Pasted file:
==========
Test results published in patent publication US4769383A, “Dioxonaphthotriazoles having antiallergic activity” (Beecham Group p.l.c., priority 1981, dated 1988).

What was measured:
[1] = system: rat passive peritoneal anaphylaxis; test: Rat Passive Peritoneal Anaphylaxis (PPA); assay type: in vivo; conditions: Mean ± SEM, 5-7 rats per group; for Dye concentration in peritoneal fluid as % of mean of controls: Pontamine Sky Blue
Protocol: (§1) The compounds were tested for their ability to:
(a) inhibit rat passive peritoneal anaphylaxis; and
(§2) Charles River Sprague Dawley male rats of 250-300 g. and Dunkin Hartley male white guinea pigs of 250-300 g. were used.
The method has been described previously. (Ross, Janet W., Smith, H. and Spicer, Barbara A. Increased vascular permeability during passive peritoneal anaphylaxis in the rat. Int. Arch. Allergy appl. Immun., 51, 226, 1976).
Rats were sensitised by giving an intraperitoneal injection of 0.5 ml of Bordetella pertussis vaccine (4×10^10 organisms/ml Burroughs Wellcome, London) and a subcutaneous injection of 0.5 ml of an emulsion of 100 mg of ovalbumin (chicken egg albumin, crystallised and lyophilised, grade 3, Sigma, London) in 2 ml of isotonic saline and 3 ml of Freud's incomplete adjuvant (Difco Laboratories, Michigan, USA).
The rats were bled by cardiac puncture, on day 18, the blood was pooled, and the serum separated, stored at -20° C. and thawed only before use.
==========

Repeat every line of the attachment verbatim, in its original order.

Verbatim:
Test results published in patent publication US4769383A, “Dioxonaphthotriazoles having antiallergic activity” (Beecham Group p.l.c., priority 1981, dated 1988).

What was measured:
[1] = system: rat passive peritoneal anaphylaxis; test: Rat Passive Peritoneal Anaphylaxis (PPA); assay type: in vivo; conditions: Mean ± SEM, 5-7 rats per group; for Dye concentration in peritoneal fluid as % of mean of controls: Pontamine Sky Blue
Protocol: (§1) The compounds were tested for their ability to:
(a) inhibit rat passive peritoneal anaphylaxis; and
(§2) Charles River Sprague Dawley male rats of 250-300 g. and Dunkin Hartley male white guinea pigs of 250-300 g. were used.
The method has been described previously. (Ross, Janet W., Smith, H. and Spicer, Barbara A. Increased vascular permeability during passive peritoneal anaphylaxis in the rat. Int. Arch. Allergy appl. Immun., 51, 226, 1976).
Rats were sensitised by giving an intraperitoneal injection of 0.5 ml of Bordetella pertussis vaccine (4×10^10 organisms/ml Burroughs Wellcome, London) and a subcutaneous injection of 0.5 ml of an emulsion of 100 mg of ovalbumin (chicken egg albumin, crystallised and lyophilised, grade 3, Sigma, London) in 2 ml of isotonic saline and 3 ml of Freud's incomplete adjuvant (Difco Laboratories, Michigan, USA).
The rats were bled by cardiac puncture, on day 18, the blood was pooled, and the serum separated, stored at -20° C. and thawed only before use.